Grape family (Vitaceae)
Description: This perennial plant is a woody vine up to 60' long. It usually climbs up trees, shrubs, or fences, but sometimes sprawls across the ground, forming a ground cover up to 1' tall. The stems are initially green and hairless, but eventually they become brown and woody. The alternate leaves are palmately compound, usually consisting of 5 leaflets (rarely 3 or 7). Each compound leaf has a long slender petiole up to 6-8" long. Individual leaflets are up to 6" long and 2½" across; they are ovate or obovate and coarsely serrated (at least along the upper half of their margins). The upper side of each leaflet is dark green, while the lower side is light green and either glabrous or pubescent. The bottom of each leaflet is often wedge-shaped, while its outer margins may taper abruptly into a short blunt tip, or they may taper gradually into a long pointed tip. Opposite from the leaves, are branched tendrils that often terminate into flattened pads. These pads can cling to tree bark, wooden fences, brick walls, and other rough surfaces. During the fall, the foliage becomes colorful, varying from burgundy to brilliant scarlet.
Occasionally, panicles of yellowish green flowers are produced. These panicles are usually broader than they are long. Each flower is about ¼" (6 mm.) across, consisting of 5 green petals, 5 stamens, and a pistil with a stout style. The sepals are insignificant or absent. The petals are triangular-shaped and curve backward. The stamens have white filaments with large yellow anthers. On each plant, the flowers may be perfect, staminate only, pistillate only, or both staminate and pistillate. The blooming period occurs during early to mid-summer and lasts about 2-3 weeks. Each flower is replaced by a fleshy berry about 1/3" (8 mm.) across that contains 2-3 seeds. Each berry is initially green, but it becomes blue-violet during the autumn. Similarly, the peduncles and pedicels of the flowers/berries are initially green, but they eventually become bright orange-red or red during the autumn. The root system is woody.
Cultivation: The preference is partial sun, moist to slightly dry conditions, and a soil containing loam or clay-loam. Virginia Creeper also adapts well to gravelly or rocky soil, and it tolerates full sun or light shade. This woody vine is a robust grower and requires plenty of room.
Range & Habitat: The native Virginia Creeper occurs in every county of Illinois, where it is quite common (see Distribution Map). Habitats include deciduous woodlands, woodland borders, thickets, gravelly seeps, limestone glades, rocky bluffs, fence rows, abandoned or little-used railroads, and walls of buildings. It can adapt to disturbed habitats in both rural and urban areas.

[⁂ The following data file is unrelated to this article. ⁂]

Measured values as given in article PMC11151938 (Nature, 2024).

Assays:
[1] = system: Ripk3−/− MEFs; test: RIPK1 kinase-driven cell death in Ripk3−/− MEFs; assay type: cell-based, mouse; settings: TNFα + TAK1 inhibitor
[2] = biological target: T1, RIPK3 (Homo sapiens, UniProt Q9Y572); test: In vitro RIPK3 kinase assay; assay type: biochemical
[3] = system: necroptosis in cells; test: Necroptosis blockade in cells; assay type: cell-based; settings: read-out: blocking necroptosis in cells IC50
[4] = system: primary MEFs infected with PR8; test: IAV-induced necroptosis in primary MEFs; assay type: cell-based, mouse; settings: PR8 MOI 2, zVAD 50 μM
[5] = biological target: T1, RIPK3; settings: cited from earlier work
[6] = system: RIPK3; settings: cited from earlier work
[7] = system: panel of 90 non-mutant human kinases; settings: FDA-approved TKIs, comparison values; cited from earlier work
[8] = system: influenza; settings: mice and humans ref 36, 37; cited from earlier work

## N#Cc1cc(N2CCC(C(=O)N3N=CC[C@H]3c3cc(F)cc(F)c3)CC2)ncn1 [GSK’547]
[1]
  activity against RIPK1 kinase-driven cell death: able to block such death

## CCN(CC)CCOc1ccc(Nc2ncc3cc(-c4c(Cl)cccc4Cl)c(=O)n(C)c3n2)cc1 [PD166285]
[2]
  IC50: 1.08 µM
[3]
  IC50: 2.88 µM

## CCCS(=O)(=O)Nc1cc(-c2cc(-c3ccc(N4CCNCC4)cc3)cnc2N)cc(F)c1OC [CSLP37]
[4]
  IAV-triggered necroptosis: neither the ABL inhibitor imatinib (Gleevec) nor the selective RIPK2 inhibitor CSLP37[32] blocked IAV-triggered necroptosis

Faunal Associations: The nectar and pollen of the flowers occasionally attract various bees, including leaf-cutting bees (Megachile spp.). Leaf-cutting bees occasionally use the leaflets of Virginia Creeper (Parthenocissus quinquefolia) as construction material for their larval nests. Insects that feed on Virginia Creeper include wood-boring larvae of a long-horned beetle, the Woodbine Borer (Saperda punncticollis); wood-boring larvae of a weevil (Madarellus undulatus); foliage-eating larvae and adults of the Grape Flea Beetle (Altica chalybea); foliage-eating adults of the Light-loving Grapevine Beetle (Anomala lucicola) and Japanese Beetle (Popillia japonica); larvae of the Woodbine Vein Gall Midge (Dasineura parthenocissi); a plant bug (Taedia casta); an aphid (Aphis folsomii); the Virginia Creeper Leafhopper (Erythroneura ziczac) and Grape Leafhopper (Erythroneura comes); a treehopper (Telamona ampelosidis); and seed-eating larvae of the Woodbine Seed Wasp (Prodecatoma cooki). For more information, see Yanega (1996), Majka et al. (2007), Clark et al. (2004), Vestal (1913), Cranshaw (2004), Felt (1917), Wheeler et al. (1983), Pepper (1965), Dmitriev & Dietrich (2010), and Funkhouser (1917).
In addition to these insects, the larvae of several moths, especially Sphinx moths, feed on Virginia Creeper (see Moth Table). The berries are eaten by several species of songbirds that inhabit thickets and woodlands (see Bird Table). The berries are also eaten by the Red Fox and Striped Skunk, while the foliage and branches are browsed by the White-Tailed Deer and Cottontail Rabbit (Martin et al., 1951/1961; Sotala & Kirkpatrick, 1973). The berries are not regarded as being edible to humans.
Photographic Location: The photographs were taken of woody vines growing along a fence row, a shady yard, and a little-used railroad in Champaign-Urbana, Illinois.
Comments: Virginia Creeper has colorful foliage and berries during the fall. It is more ordinary in appearance during the summer and its flowers are not very showy. The foliage of this woody vine can be rather variable in appearance; some vines produce rather broad leaflets with blunt tips, while others produce more slender leaflets with long tips. Similarly, the lower surface of the leaflets can be glabrous or pubescent, depending on the local ecotype and growing conditions. The palmate compound leaves (consisting of 5 leaflets) are quite distinctive, which makes Virginia Creeper easy to identify in the field. However, there is one exception: A closely related species, Parthenocissus inserta (Woodbine), also has palmate compound leaves and is very similar in appearance. This latter species is confined primarily to northern Illinois. Woodbine differs from Virginia Creeper primarily by its tendrils, which lack flattened pads that can cling to rough surfaces. Instead, the tendrils of Woodbine twine about narrow objects in the conventional manner. Sometimes Virginia Creeper is confused with Toxicodendron radicans (Poison Ivy, Poison Oak), but this latter species has trifoliate compound leaves and dull white berries.